I know, I know, my anguish is not unique, nor is it to the devastating scale of others. We are certainly grateful for our health and our savings that served to sustain us. Our families have also thankfully not been touched by the virus, although we did have some close calls – just a couple of months ago we watched infections and deaths rise inside the home where Pete’s Dad resides. We were this close to pulling him out of there, and then vaccines came just in time. He was finally just released from 84 days of isolation in his room. His rising spirits as of late have been uplifting for all of us around him, which I tell you, we need.
Throughout this past year, I’ve told myself that I shouldn’t feel so down about all of this, things could always be worse, right? But that is not fair either – do we equivocally tell ourselves, when we’re celebrating or riding an emotional high, not to be happy because it could still always be better?
This online vaccine calculator for Canada states that Pete and I will be fully immunized sometime between mid-June and late July. We are both cautiously optimistic, knowing that so much can happen between now and then (production delays, issues with the roll-out, and never mind the destiny of the variants that are yet unknown). I am facing this – as I do many things in my life – with low expectations so as not to be too disappointed. I’d love for us to book an international trip for later this year but will wait.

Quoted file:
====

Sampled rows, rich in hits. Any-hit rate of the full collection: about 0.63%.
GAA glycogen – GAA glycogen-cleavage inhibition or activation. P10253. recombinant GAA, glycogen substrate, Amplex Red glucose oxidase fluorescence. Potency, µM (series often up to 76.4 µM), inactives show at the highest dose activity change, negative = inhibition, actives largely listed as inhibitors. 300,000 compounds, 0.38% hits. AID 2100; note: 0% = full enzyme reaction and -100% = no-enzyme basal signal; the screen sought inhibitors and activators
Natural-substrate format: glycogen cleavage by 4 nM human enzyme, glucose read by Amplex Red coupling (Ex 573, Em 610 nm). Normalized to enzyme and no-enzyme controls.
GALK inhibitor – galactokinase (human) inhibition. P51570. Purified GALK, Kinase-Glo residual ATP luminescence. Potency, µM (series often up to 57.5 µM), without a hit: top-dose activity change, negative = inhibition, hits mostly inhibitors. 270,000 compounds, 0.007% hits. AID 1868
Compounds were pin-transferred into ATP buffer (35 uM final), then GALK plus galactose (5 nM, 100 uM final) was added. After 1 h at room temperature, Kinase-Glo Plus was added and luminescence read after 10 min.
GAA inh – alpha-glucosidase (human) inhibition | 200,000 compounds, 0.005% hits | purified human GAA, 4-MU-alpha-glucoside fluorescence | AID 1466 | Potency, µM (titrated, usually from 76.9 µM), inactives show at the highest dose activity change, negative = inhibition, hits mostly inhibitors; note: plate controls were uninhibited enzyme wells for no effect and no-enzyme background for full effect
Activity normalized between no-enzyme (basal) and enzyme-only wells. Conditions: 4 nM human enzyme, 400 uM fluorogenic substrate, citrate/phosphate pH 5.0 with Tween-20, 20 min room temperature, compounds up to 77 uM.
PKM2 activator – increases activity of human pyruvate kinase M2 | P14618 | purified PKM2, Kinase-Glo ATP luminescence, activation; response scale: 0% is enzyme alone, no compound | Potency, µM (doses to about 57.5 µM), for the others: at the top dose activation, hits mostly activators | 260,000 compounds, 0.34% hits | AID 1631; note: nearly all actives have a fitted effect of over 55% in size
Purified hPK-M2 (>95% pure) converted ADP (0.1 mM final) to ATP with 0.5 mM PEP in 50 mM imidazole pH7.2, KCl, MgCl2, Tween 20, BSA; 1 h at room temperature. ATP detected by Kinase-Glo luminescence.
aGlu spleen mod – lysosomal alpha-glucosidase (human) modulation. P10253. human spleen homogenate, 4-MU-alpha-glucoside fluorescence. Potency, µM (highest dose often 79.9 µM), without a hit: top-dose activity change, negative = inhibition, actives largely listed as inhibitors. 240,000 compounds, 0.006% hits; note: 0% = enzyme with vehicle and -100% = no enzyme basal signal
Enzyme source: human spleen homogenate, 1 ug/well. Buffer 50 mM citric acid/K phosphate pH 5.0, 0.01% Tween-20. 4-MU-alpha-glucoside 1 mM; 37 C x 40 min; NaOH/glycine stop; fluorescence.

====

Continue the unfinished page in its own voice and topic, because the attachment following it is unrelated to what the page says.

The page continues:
And in all honesty, I am less eager about travel than I am about just getting to share meals with our family. To hug my nieces and nephews. To go to a movie. To cheers in a restaurant with friends. To meet new people and shake their hands. I am sure that those simple but transcendent pleasures will be enough to reassure me that this last year in lockdown – to preserve the safety of my family and hopefully yours – was absolutely worth it. The rest will come later.